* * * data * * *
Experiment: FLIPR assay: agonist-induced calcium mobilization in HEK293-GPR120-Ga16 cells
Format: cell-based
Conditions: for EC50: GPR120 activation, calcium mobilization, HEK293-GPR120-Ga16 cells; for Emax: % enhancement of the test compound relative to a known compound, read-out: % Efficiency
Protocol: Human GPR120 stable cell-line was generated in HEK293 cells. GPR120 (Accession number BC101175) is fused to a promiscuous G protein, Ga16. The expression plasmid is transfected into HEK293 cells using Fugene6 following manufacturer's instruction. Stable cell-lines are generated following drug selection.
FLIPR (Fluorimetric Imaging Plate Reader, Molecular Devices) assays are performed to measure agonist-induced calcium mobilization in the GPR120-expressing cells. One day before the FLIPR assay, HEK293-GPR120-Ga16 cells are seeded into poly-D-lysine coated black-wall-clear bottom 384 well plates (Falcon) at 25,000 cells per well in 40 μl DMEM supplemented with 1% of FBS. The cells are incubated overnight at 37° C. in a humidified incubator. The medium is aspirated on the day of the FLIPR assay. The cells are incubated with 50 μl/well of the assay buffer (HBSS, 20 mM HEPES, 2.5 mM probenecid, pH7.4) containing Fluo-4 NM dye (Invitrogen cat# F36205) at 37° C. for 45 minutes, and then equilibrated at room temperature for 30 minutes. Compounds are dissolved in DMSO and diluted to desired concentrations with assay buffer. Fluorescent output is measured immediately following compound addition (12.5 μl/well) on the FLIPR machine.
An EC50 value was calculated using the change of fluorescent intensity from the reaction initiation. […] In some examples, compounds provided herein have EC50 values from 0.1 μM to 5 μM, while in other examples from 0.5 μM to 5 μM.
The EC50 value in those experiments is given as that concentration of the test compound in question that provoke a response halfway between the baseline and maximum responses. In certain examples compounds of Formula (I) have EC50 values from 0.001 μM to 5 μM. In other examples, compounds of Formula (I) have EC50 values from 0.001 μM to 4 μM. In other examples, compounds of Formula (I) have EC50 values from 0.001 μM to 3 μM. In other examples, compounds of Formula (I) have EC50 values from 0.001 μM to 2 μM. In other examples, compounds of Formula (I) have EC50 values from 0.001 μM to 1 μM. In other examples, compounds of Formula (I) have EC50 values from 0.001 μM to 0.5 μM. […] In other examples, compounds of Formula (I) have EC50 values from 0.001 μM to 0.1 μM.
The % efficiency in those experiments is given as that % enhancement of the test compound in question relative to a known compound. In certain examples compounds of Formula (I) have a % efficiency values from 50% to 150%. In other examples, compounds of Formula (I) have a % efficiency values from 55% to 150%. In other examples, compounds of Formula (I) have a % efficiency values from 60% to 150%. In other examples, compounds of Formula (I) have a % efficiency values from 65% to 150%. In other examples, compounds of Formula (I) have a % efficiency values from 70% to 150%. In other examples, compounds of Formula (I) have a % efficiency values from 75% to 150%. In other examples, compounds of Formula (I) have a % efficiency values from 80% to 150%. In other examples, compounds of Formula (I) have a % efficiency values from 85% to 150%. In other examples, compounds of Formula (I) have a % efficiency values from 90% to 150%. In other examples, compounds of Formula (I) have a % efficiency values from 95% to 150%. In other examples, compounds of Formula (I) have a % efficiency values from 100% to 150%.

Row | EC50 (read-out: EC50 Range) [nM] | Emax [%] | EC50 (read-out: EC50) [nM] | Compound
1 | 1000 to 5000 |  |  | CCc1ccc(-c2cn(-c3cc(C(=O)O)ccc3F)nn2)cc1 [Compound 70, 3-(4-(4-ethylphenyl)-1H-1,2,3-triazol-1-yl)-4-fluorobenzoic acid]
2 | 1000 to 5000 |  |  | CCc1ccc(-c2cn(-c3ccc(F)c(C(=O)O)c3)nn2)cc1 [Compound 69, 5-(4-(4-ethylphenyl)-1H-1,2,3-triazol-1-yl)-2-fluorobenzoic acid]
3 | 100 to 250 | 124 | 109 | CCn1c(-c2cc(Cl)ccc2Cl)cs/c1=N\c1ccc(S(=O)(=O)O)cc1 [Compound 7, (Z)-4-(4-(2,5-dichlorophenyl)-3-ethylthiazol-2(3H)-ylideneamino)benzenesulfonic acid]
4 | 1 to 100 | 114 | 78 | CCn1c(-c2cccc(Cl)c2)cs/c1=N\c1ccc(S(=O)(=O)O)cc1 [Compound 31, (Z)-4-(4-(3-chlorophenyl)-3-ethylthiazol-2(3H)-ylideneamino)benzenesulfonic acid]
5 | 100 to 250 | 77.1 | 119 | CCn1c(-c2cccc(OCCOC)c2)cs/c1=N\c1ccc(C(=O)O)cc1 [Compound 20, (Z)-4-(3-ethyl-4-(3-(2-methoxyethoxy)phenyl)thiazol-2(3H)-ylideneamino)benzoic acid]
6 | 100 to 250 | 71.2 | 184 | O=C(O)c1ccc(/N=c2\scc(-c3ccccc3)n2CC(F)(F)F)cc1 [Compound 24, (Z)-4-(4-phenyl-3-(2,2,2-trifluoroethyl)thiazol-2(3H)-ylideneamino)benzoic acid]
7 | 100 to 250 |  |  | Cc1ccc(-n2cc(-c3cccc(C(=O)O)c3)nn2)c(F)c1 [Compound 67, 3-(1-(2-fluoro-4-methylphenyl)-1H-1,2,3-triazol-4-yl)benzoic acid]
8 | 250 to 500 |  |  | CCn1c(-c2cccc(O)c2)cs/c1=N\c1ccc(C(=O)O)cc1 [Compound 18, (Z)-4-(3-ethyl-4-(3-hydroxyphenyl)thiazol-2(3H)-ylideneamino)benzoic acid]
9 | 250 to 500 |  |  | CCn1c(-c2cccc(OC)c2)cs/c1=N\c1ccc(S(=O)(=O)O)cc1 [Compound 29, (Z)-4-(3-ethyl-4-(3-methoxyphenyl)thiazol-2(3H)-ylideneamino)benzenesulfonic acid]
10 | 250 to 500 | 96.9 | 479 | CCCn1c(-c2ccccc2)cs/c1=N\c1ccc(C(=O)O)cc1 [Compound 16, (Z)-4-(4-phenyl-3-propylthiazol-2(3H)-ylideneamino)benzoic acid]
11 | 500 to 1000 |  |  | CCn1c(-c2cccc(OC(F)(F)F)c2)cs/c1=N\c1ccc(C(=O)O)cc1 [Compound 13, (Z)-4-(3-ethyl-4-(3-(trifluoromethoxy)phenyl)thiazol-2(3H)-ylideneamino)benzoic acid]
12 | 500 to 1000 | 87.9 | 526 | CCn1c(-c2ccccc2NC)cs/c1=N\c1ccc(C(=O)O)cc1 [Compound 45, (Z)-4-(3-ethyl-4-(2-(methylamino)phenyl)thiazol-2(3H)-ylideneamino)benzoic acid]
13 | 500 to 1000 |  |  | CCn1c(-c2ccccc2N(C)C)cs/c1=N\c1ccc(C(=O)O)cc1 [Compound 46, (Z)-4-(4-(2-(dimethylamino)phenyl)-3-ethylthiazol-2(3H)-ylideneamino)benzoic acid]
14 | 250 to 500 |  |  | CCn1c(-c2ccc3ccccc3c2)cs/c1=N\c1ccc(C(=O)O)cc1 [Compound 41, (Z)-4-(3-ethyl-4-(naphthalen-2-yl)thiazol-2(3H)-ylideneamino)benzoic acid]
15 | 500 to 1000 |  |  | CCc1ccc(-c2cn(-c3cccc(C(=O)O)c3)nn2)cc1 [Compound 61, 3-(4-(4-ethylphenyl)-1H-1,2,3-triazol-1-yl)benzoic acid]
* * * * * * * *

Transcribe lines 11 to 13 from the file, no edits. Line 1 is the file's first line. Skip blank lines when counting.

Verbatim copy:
2 | 1000 to 5000 |  |  | CCc1ccc(-c2cn(-c3ccc(F)c(C(=O)O)c3)nn2)cc1 [Compound 69, 5-(4-(4-ethylphenyl)-1H-1,2,3-triazol-1-yl)-2-fluorobenzoic acid]
3 | 100 to 250 | 124 | 109 | CCn1c(-c2cc(Cl)ccc2Cl)cs/c1=N\c1ccc(S(=O)(=O)O)cc1 [Compound 7, (Z)-4-(4-(2,5-dichlorophenyl)-3-ethylthiazol-2(3H)-ylideneamino)benzenesulfonic acid]
4 | 1 to 100 | 114 | 78 | CCn1c(-c2cccc(Cl)c2)cs/c1=N\c1ccc(S(=O)(=O)O)cc1 [Compound 31, (Z)-4-(4-(3-chlorophenyl)-3-ethylthiazol-2(3H)-ylideneamino)benzenesulfonic acid]